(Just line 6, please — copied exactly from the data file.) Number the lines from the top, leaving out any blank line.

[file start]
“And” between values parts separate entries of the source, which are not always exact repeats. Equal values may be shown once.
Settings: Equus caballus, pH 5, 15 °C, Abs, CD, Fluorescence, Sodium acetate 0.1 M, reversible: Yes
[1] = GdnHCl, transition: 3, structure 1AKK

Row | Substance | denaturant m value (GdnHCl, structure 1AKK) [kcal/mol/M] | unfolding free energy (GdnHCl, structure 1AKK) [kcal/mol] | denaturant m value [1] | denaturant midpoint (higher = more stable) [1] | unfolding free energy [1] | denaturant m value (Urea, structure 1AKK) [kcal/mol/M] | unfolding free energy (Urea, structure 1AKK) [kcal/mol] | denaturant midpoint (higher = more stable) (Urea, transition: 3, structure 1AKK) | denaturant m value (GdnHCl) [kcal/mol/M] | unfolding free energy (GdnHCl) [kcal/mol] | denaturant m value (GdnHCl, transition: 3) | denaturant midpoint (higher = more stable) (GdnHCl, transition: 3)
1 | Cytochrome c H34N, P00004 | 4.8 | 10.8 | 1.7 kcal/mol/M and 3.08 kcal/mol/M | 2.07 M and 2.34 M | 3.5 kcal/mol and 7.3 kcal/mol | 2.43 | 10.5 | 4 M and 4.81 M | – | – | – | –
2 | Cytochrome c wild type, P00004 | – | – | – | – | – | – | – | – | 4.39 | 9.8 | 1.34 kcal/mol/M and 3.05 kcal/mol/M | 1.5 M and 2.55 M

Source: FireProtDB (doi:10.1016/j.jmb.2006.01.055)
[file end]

2 | Cytochrome c wild type, P00004 | – | – | – | – | – | – | – | – | 4.39 | 9.8 | 1.34 kcal/mol/M and 3.05 kcal/mol/M | 1.5 M and 2.55 M